From: Corporate Compliance Insights
By Karen Alonardo
Sep 1, 2021
Navex Global VP Karen Alonardo has worked in the ESG space for decades.
She has a simple message for companies just beginning to report: Start small and focus on what matters.
Environmental, social and governance (ESG) is finally in the spotlight with the recent increase in investor interest. According to the 2020 biennial “Report on U.S. Sustainable and Impact Investing Trends,” from the US SIF: The Forum for Sustainable and Responsible Investment, ESG investments now account for one-third of total U.S. assets under management, and sustainable investing has increased 42 percent since 2018.
Now that momentum is increasing, regulatory bodies are likely to begin requiring businesses to report on their ESG efforts, and stakeholders of all kinds are already demanding companies prioritize ESG initiatives. To prepare, corporations must determine a way to track, manage and report on their investments in ESG and to prove that their efforts are both rooted in truth and being acted upon.
NAVEX Global’s recent ESG survey revealed that 88 percent of publicly traded companies in the U.S., the U.K., France and Germany have ESG initiatives already in place, further demonstrating that ESG is here to stay. To be successful, corporations need to understand how ESG fits into their broader enterprise risk management and compliance strategy, considering the following three key priorities.
ESG Efforts Cannot Be Siloed
ESG goals should align with overarching business goals to ensure long-term success. ESG is not an annual “check-the-box” task. It should be an ongoing part of daily business operations. Businesses must:
- Make sure the ESG efforts they are investing in support their mission. This will help align business initiatives and streamline efforts. For example, if the business is focused on broadening ESG initiatives, The U.N.’s Sustainability Development Goals or the World Economic Forum are a good place to start for direction.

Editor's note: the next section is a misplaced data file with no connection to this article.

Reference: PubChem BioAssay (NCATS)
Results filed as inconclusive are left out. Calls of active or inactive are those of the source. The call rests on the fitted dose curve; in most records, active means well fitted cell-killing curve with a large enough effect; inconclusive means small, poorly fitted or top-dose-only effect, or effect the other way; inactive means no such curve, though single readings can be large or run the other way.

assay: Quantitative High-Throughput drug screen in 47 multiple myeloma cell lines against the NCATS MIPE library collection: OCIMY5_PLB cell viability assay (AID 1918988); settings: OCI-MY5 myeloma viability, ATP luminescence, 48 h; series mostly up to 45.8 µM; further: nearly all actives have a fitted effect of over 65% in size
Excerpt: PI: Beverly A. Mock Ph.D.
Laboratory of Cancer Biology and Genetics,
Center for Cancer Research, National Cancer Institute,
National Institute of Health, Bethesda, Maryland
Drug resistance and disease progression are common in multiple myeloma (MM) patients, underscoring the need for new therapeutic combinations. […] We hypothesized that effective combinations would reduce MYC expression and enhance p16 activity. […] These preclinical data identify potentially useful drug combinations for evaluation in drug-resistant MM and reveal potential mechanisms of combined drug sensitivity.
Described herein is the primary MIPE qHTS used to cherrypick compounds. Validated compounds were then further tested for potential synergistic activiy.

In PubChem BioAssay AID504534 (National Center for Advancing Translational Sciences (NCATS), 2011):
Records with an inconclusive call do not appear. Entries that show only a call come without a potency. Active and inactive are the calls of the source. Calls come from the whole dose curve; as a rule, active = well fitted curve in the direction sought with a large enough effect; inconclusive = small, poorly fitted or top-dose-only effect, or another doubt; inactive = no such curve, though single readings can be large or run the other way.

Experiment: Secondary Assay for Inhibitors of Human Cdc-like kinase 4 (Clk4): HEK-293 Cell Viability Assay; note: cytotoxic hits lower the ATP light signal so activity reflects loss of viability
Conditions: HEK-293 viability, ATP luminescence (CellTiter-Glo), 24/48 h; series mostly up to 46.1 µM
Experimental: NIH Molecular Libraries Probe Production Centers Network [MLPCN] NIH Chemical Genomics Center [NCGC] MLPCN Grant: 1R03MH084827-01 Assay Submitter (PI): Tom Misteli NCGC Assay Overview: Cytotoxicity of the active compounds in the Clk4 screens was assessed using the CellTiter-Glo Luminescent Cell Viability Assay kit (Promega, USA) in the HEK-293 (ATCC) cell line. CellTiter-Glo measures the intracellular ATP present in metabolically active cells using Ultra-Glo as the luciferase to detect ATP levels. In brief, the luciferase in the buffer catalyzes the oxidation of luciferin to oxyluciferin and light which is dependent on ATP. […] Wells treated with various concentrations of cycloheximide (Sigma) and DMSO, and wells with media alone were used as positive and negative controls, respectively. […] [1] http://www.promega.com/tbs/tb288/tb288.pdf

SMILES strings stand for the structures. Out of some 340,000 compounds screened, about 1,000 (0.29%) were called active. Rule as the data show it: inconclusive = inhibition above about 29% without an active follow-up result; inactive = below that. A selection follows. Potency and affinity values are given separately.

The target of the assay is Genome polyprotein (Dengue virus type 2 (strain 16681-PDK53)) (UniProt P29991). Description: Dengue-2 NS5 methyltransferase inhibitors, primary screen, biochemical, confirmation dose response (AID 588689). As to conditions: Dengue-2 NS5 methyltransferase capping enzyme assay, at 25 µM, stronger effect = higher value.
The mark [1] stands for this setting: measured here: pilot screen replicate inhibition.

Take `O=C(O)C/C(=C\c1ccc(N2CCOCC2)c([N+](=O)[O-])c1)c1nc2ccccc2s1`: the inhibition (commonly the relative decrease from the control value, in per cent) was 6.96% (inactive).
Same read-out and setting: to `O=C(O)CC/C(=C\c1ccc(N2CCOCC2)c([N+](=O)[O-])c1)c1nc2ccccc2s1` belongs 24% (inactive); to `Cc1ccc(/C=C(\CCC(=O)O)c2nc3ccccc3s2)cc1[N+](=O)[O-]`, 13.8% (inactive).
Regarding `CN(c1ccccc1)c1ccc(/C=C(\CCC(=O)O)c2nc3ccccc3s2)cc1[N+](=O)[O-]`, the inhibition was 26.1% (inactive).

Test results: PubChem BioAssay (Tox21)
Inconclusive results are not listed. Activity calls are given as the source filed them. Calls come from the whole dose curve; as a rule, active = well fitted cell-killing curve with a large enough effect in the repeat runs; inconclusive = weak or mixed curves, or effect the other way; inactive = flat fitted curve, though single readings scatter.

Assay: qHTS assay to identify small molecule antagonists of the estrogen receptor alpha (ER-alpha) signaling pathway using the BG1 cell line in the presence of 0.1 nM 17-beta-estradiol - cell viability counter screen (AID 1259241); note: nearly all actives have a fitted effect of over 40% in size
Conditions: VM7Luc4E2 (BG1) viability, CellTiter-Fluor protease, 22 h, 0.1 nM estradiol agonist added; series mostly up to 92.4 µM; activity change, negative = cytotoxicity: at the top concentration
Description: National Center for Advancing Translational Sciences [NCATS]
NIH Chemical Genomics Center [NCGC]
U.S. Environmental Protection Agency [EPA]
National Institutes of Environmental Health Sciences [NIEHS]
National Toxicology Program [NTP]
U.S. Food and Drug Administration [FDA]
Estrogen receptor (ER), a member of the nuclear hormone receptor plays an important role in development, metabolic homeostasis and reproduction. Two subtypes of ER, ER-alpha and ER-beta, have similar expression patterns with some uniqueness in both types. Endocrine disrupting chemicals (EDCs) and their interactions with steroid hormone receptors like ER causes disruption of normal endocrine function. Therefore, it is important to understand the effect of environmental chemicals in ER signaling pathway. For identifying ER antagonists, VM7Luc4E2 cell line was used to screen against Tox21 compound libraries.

- Ensure every single team member across every department integrates those initiatives into their day-to-day roles and confirm ESG efforts are regularly incorporated into activity throughout the entire organization.
- Clearly communicate to every team to ensure consistent, cohesive execution of ESG efforts. That way, each team member will have clarity and contribute toward the company’s ESG goals.
Transparency and Auditability Are Key
Business leaders should develop a strategy for tracking and transparently reporting on ESG factors and determine steps to continuously improve — just like they do with their ethics and compliance programs. While the Sustainability Accounting Standards Board (SASB) and Global Reporting Initiative (GRI) provide a baseline for what we can expect when it comes to ESG regulations, there are no set compliance standards yet, so companies may have a difficult time deciding which metrics to report on. To begin, organizations should determine and communicate extremely transparent and clear goals to maintain trust both within the organization and externally.
Leaders will also need to make decisions about what their reporting programs will look like, who will ultimately be responsible for them and how they will be incorporated into existing sustainability reporting as part of a broader compliance program.
To set themselves up for success, leaders should first determine answers to key questions about their organization’s ESG program. For example:
- Where does ESG live within the organization?
- Who owns the ESG data? Will we set up an ESG committee or a single point of contact?
- Where does that data live?
- Which data can be disclosed? Can all of the data be disclosed?
Measure the Factors That Are Material to Your Business
Understanding their financial and nonfinancial risks may help businesses set goals that are more meaningful, actionable and easier to measure. Anchoring ESG programs to the goal of addressing these risks also reduces exposure to claims of “greenwashing.” As a business builds an ESG strategy around components that directly impact their performance, they may be less likely – and less able – to stretch the truth around initiatives that are ultimately misleading.
Instead, focus on immediately achievable and measurable goals that can be reported on regularly, such as greenhouse gas emissions, pay equality and board diversity. Finally, when determining performance metrics, stakeholders’ opinions must be considered. For example, if stakeholders are particularly interested in social metrics – such as progress against DEI initiatives or actions taken to address current geopolitical situations – businesses should set goals and establish a framework that incorporates those metrics.
Determining where ESG can be integrated into your company’s risk management program is a step in the right direction. Compliance professionals and sustainability professionals need to come together to collaborate and prepare businesses for the ESG compliance requirements undoubtedly forthcoming. With increased regulations and standards on the horizon and a new EU regulation already here, there is mounting pressure on organizations to implement and report on ESG efforts. Businesses that proactively prepare will set themselves up for success.